Using Balmer’s formula, Bohr “worked backward” [1]and deduced that the allowed energy levels for the hydrogen atom is given by the formula

\displaystyle {{E}_{n}}=-\frac{{13.6}}{{{{n}^{2}}}}\text{ eV} for \displaystyle n=1,2,3,...

Note that

  1. \displaystyle n=1 represents the lowest possible energy, aka ground level of the hydrogen atom. If a hydrogen atom is already at the ground level, it cannot lose any more energy (hence the Bohr’s atom is saved from the Rutherford atom’s death spiral).
  2. All higher levels are called excited levels.
  3. The energy levels are all negative in values. This is because the atom is held together by the attraction between the proton and the electron, making the electric potential energy of the system negative. Bohr basically took the total energy to be the summation of this EPE and the KE of the orbiting electron. So the total energy is zero only when the electron is infinitely far (i.e. free) from the proton.
  4. 13.6 eV is thus the energy required to remove the electron from the hydrogen atom. This is also called ionization energy of the hydrogen atom.

Let’s take Bohr’s model out for a test drive. Suppose the electron makes a transition from \displaystyle n=3 to \displaystyle n=2. The emitted photon thus has energy

\displaystyle {{E}_{{photon}}}=(-1.51)-(-3.40)=1.89\text{ eV}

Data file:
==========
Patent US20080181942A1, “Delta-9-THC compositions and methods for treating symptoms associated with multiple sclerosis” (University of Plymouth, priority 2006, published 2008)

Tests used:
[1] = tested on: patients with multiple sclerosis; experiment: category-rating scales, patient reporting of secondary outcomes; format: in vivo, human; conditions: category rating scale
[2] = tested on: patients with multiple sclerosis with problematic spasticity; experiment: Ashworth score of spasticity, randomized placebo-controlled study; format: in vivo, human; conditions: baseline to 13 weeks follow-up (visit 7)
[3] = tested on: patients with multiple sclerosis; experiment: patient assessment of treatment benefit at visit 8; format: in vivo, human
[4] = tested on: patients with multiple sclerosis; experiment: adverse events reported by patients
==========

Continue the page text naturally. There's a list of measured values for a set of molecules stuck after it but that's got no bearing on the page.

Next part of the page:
Since \displaystyle {{E}_{{photon}}}=\frac{{hc}}{\lambda }, the emitted photon’s wavelength can be calculated as follow.

\displaystyle \displaystyle \begin{aligned}\frac{{(6.626\times {{{10}}^{{-34}}})(2.998\times {{{10}}^{8}})}}{\lambda }&=1.89(1.602\times {{10}^{{-19}}})\\\lambda &=656\text{ nm}\end{aligned}

This explains why the hydrogen spectrum contains a spectral line at 656 nm, and not say at 646 nm or 666 nm! In fact, all the spectral lines of hydrogen can now be “explained”: The transitions that end at \displaystyle n=2 (which happen to produce photons in the visible spectrum) match up to the Balmer series. In addition, the transitions that end at \displaystyle n=1 and \displaystyle n=3 produce photons in the ultraviolet region and infrared region respectively. The corresponding spectral lines have been confirmed experimentally, and are known as the Lyman and Paschen series.

As you can see, the Bohr model was strongly supported by the spectral lines of hydrogen. Even though there were still many unresolved issues, the Bohr model represented an important milestone in our understanding of the structure of the atom.

Concept Test

3422

Comics

Continuous Spectrum Violin

Bohr’s School Rule

Bohr’s Air Con


[1] Ok. Bohr actually started from the argument that the angular momentum L of the orbiting electron must be quantized (as in \displaystyle L=n\frac{h}{{2\pi }}), but you don’t have to know such details for the H2 syllabus.


[1] The hydrogen spectrum was intensely studied because hydrogen is the simplest atom: if you can’t explain even the hydrogen atom, you have no chance with other atoms.